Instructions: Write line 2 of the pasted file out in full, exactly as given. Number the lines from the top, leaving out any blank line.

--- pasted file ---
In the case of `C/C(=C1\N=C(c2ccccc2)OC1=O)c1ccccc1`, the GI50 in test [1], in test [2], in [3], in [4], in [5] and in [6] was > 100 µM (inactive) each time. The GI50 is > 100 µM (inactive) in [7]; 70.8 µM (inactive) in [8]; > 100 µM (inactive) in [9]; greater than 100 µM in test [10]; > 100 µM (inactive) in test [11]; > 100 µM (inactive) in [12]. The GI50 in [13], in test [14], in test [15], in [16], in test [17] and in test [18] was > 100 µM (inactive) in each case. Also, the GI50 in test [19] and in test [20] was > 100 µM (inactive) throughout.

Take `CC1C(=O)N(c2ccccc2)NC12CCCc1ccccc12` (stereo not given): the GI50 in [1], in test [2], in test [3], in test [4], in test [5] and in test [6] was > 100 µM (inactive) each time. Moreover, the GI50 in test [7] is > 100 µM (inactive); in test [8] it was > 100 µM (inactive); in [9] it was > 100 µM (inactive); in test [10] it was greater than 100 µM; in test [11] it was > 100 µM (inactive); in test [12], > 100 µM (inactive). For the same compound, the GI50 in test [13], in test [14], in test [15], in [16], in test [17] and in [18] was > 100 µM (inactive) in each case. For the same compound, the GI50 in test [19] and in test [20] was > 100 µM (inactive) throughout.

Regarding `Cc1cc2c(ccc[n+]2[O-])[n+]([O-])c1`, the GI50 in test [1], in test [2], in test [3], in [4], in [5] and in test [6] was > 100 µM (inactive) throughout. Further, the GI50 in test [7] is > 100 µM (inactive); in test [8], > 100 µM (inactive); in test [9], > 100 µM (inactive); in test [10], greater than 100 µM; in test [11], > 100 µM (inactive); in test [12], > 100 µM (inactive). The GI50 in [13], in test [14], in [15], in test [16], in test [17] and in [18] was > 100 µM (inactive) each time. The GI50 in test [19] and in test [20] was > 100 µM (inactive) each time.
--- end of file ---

Take `CC1C(=O)N(c2ccccc2)NC12CCCc1ccccc12` (stereo not given): the GI50 in [1], in test [2], in test [3], in test [4], in test [5] and in test [6] was > 100 µM (inactive) each time. Moreover, the GI50 in test [7] is > 100 µM (inactive); in test [8] it was > 100 µM (inactive); in [9] it was > 100 µM (inactive); in test [10] it was greater than 100 µM; in test [11] it was > 100 µM (inactive); in test [12], > 100 µM (inactive). For the same compound, the GI50 in test [13], in test [14], in test [15], in [16], in test [17] and in [18] was > 100 µM (inactive) in each case. For the same compound, the GI50 in test [19] and in test [20] was > 100 µM (inactive) throughout.